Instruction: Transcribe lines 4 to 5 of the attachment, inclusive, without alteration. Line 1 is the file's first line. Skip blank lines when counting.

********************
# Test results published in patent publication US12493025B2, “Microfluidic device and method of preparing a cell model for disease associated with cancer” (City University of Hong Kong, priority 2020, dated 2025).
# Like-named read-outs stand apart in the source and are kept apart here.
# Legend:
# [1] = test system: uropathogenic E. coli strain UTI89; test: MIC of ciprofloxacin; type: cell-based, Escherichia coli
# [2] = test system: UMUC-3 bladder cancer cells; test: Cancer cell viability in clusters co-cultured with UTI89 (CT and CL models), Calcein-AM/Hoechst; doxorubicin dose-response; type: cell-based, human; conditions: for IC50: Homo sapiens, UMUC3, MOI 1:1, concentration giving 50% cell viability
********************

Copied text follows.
# [1] = test system: uropathogenic E. coli strain UTI89; test: MIC of ciprofloxacin; type: cell-based, Escherichia coli
# [2] = test system: UMUC-3 bladder cancer cells; test: Cancer cell viability in clusters co-cultured with UTI89 (CT and CL models), Calcein-AM/Hoechst; doxorubicin dose-response; type: cell-based, human; conditions: for IC50: Homo sapiens, UMUC3, MOI 1:1, concentration giving 50% cell viability